Lianne La Havas’ performance at the McKittrick Hotel in Manhattan last night (Feb. 1) was an experiment. “I’ve never done this before on my lonesome,” she explained. Playing solo for an hour for the first time gave her the chance to render her songs in what she called a “different kind of glory.”
Over the course of two albums, La Havas has demonstrated that succinct statements can be as complex and multi-dimensional as any sprawling 80-minute opus. These records move in a number of directions at once, including sentimental, soundtrack-ready piano ballads (“Lost & Found”), sinuous, handclap-heavy pop (“Is Your Love Big Enough?”), fingerpicked singer-songwriter duets (“No Room For Doubt”), guitar-heavy onslaughts (“Grow,” “Never Get Enough”), ‘80s slap-bass funk (“Tokyo”), and bright neo-doo-wop (“What You Don’t Do”). She’s not against electronic foundations either: check out the gospel-house vocal she adds to the Tourist song “Patterns.” Her pliant voice and dazzling riffs earned the admiration of Prince, who featured her on his Art Official Age album, and Paul Epworth, a frequent Adele collaborator.
Working alone at the McKittrick Hotel forced La Havas to condense her textural variation into something focused and surgical: just voice and a guitar, which wafted pointy, circular clouds of notes over an entranced audience. The resulting show was an unqualified success, with an impressive level of engagement between audience and performer. La Havas was heaped with praise and encouragement from the moment she took the stage around 11:15 p.m.
The unusual room where she played helped to foster an emotional closeness: small and low-ceilinged, it was dimly lit by a pair of old chandeliers and bordered by velvety red drapes. The stage is not far from the ground, and it is a peninsula: the crowd engulfs a singer on three sides. This is long way from the airplane hangar-like Terminal 5, where La Havas performed last summer, or even Rough Trade, where she plays on Friday. In the McKittrick, there is no buffer if you fail, but if you succeed, your audience connection is direct and unfiltered. It is a high risk, high reward environment.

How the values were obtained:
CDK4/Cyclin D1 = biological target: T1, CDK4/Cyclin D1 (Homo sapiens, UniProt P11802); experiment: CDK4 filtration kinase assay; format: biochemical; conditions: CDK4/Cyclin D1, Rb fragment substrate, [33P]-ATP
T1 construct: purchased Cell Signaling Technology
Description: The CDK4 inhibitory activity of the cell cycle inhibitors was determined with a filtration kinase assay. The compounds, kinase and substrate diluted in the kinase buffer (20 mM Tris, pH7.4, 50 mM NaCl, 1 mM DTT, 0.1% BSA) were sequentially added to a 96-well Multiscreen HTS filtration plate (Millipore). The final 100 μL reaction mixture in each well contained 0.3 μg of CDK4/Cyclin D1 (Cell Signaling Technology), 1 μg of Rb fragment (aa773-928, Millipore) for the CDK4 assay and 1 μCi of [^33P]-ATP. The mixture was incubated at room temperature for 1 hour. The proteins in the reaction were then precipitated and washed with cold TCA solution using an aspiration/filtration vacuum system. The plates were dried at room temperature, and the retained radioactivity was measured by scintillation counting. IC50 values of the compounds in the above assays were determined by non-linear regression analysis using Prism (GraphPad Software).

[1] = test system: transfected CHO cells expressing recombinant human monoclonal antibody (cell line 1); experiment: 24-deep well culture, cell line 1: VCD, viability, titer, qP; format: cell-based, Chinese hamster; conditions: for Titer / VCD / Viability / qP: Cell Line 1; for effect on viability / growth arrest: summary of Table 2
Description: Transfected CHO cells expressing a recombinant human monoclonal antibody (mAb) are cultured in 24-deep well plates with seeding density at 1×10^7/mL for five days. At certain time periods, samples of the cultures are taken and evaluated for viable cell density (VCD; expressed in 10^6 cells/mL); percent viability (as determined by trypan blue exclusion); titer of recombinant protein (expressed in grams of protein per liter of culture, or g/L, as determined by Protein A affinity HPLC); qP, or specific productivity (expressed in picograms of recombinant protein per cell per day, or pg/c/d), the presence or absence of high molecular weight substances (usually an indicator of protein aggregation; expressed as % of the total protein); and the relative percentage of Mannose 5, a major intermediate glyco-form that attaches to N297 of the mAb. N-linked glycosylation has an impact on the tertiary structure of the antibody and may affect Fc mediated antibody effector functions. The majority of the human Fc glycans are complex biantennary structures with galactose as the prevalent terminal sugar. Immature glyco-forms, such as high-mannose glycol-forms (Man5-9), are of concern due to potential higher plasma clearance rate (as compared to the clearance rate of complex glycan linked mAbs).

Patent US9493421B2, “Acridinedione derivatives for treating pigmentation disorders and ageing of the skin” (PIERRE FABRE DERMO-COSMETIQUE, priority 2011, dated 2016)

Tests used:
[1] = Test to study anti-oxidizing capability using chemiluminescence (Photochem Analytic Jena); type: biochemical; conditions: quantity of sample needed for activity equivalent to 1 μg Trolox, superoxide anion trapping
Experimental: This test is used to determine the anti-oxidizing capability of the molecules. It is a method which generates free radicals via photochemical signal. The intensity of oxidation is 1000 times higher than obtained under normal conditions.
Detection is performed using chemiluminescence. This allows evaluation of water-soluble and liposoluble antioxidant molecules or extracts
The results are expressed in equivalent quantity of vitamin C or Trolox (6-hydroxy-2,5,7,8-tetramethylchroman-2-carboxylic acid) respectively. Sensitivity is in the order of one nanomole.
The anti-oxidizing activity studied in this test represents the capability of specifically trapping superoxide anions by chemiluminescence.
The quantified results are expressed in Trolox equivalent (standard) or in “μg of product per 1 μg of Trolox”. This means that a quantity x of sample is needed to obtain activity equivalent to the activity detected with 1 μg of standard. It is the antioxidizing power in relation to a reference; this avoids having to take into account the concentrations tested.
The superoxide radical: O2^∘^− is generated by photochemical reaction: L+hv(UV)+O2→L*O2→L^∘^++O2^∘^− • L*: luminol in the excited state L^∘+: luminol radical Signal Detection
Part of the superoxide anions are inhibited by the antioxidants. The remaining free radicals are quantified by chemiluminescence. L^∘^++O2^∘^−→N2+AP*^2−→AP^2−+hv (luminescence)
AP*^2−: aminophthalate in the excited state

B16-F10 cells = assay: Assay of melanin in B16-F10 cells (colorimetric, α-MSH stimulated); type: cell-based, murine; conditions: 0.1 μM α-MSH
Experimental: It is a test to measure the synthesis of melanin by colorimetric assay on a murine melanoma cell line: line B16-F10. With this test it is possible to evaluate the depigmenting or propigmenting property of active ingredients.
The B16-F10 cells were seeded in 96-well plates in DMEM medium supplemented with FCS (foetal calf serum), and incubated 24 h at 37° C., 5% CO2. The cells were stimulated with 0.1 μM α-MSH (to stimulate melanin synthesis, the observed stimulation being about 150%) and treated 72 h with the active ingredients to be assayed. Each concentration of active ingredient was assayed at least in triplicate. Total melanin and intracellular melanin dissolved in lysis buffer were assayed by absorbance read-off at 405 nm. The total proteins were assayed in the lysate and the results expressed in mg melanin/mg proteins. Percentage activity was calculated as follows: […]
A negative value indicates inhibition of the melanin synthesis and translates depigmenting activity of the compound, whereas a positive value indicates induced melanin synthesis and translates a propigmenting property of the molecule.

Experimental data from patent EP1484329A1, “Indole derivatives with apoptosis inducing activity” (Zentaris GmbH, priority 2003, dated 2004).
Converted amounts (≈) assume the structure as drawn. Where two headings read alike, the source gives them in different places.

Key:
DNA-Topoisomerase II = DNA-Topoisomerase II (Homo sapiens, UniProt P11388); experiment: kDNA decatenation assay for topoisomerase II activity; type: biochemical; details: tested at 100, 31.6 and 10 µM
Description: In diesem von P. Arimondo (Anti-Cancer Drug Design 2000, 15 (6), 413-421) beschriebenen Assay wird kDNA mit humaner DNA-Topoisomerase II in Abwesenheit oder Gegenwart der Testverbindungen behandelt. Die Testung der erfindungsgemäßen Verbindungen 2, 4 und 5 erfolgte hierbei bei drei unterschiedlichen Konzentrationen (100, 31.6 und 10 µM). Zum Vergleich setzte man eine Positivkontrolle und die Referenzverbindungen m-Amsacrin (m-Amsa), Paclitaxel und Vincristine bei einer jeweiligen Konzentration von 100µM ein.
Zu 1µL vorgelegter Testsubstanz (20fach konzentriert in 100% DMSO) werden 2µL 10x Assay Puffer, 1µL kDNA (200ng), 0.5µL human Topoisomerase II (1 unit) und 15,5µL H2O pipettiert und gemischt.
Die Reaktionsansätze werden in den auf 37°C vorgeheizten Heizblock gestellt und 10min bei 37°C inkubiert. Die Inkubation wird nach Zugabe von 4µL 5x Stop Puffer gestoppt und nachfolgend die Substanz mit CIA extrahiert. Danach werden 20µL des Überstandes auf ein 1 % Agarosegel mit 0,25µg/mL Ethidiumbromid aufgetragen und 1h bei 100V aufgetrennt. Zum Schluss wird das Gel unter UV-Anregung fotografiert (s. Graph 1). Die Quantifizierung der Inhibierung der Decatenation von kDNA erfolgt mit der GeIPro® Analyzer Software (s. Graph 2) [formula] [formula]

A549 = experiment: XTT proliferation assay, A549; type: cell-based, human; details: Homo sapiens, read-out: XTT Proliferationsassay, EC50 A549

For La Havas, it was immediately clear that it was all reward, all the time. The crowd rained compliments: “You’re so talented! “We’re so proud of you!” “Welcome!” Someone even yelled out genially, “how was your flight?” This prompted the singer to reply with a clichéd joke — “I flew here all the way from England, so my arms are pretty tired” — but this too was met with good-natured chuckles.
Audibly rapturous sighs greeted the opening passages of familiar songs — especially “Green And Gold” and “No Room For Doubt” — and at three different junctures, the audience decided to provide the singer with percussive assistance. This act of unprompted generosity is rare at New York City shows, and it was done in an unobtrusive manner, usually by snapping fingers. Even the singer’s efforts to stay hydrated drew adulation: when she announced that she needed a water break, someone yelled, “cheers!”
La Havas drew from this well of devotion at two crucial moments. When it came time to play “Tokyo,” which sounds like late-period Prince funk, she noted that some songs “need a beat,” and asked the crowd to provide a stomp-click rhythm. They happily obliged. She also requested that the audience provided backing vocals on a cover of “I Say A Little Prayer” — a Bacharach/David song associated with Aretha Franklin and Dionne Warwick. La Havas’ invitation caused the audience to erupt in enthusiastic cheers.
Aretha and Dionne have two of pop’s greatest voices, so the song is inherently difficult to cover, but La Havas’ rendition of the ‘60s classic was at once steely and tender. The crowd provided sterling accompaniment, easily approximating the zippy harmonies of Aretha’s great backing group, the Sweet Inspirations. With fans like these, who needs a band?